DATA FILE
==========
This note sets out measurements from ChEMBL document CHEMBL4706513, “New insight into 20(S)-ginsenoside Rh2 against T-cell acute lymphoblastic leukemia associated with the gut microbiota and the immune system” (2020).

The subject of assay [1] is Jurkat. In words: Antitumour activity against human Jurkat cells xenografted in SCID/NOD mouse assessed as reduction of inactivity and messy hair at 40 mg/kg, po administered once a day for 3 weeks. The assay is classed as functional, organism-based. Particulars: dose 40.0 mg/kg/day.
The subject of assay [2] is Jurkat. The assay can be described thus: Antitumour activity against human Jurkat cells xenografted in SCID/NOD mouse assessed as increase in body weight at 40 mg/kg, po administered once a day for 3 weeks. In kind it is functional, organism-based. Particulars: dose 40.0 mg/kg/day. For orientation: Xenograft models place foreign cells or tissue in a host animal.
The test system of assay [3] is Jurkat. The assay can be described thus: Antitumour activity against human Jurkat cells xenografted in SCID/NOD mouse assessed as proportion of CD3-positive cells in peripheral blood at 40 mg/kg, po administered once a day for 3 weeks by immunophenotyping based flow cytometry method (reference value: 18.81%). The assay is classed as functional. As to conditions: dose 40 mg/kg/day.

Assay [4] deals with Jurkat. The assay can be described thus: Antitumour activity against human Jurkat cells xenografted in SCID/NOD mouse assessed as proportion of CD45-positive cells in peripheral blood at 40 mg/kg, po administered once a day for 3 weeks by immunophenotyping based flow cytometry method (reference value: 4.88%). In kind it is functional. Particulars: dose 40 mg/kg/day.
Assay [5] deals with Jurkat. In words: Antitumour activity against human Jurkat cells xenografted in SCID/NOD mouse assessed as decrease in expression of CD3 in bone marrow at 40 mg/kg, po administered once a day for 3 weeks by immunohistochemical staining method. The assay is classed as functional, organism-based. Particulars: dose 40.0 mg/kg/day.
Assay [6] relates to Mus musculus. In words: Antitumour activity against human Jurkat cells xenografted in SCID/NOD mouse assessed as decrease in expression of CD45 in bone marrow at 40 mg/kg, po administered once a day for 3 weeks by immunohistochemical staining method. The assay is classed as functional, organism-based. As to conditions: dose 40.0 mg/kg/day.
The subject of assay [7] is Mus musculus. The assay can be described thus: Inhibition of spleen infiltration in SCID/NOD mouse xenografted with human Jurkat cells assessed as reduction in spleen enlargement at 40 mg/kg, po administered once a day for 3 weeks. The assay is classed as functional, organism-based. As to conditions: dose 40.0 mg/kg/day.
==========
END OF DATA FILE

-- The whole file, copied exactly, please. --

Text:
This note sets out measurements from ChEMBL document CHEMBL4706513, “New insight into 20(S)-ginsenoside Rh2 against T-cell acute lymphoblastic leukemia associated with the gut microbiota and the immune system” (2020).

The subject of assay [1] is Jurkat. In words: Antitumour activity against human Jurkat cells xenografted in SCID/NOD mouse assessed as reduction of inactivity and messy hair at 40 mg/kg, po administered once a day for 3 weeks. The assay is classed as functional, organism-based. Particulars: dose 40.0 mg/kg/day.
The subject of assay [2] is Jurkat. The assay can be described thus: Antitumour activity against human Jurkat cells xenografted in SCID/NOD mouse assessed as increase in body weight at 40 mg/kg, po administered once a day for 3 weeks. In kind it is functional, organism-based. Particulars: dose 40.0 mg/kg/day. For orientation: Xenograft models place foreign cells or tissue in a host animal.
The test system of assay [3] is Jurkat. The assay can be described thus: Antitumour activity against human Jurkat cells xenografted in SCID/NOD mouse assessed as proportion of CD3-positive cells in peripheral blood at 40 mg/kg, po administered once a day for 3 weeks by immunophenotyping based flow cytometry method (reference value: 18.81%). The assay is classed as functional. As to conditions: dose 40 mg/kg/day.

Assay [4] deals with Jurkat. The assay can be described thus: Antitumour activity against human Jurkat cells xenografted in SCID/NOD mouse assessed as proportion of CD45-positive cells in peripheral blood at 40 mg/kg, po administered once a day for 3 weeks by immunophenotyping based flow cytometry method (reference value: 4.88%). In kind it is functional. Particulars: dose 40 mg/kg/day.
Assay [5] deals with Jurkat. In words: Antitumour activity against human Jurkat cells xenografted in SCID/NOD mouse assessed as decrease in expression of CD3 in bone marrow at 40 mg/kg, po administered once a day for 3 weeks by immunohistochemical staining method. The assay is classed as functional, organism-based. Particulars: dose 40.0 mg/kg/day.
Assay [6] relates to Mus musculus. In words: Antitumour activity against human Jurkat cells xenografted in SCID/NOD mouse assessed as decrease in expression of CD45 in bone marrow at 40 mg/kg, po administered once a day for 3 weeks by immunohistochemical staining method. The assay is classed as functional, organism-based. As to conditions: dose 40.0 mg/kg/day.
The subject of assay [7] is Mus musculus. The assay can be described thus: Inhibition of spleen infiltration in SCID/NOD mouse xenografted with human Jurkat cells assessed as reduction in spleen enlargement at 40 mg/kg, po administered once a day for 3 weeks. The assay is classed as functional, organism-based. As to conditions: dose 40.0 mg/kg/day.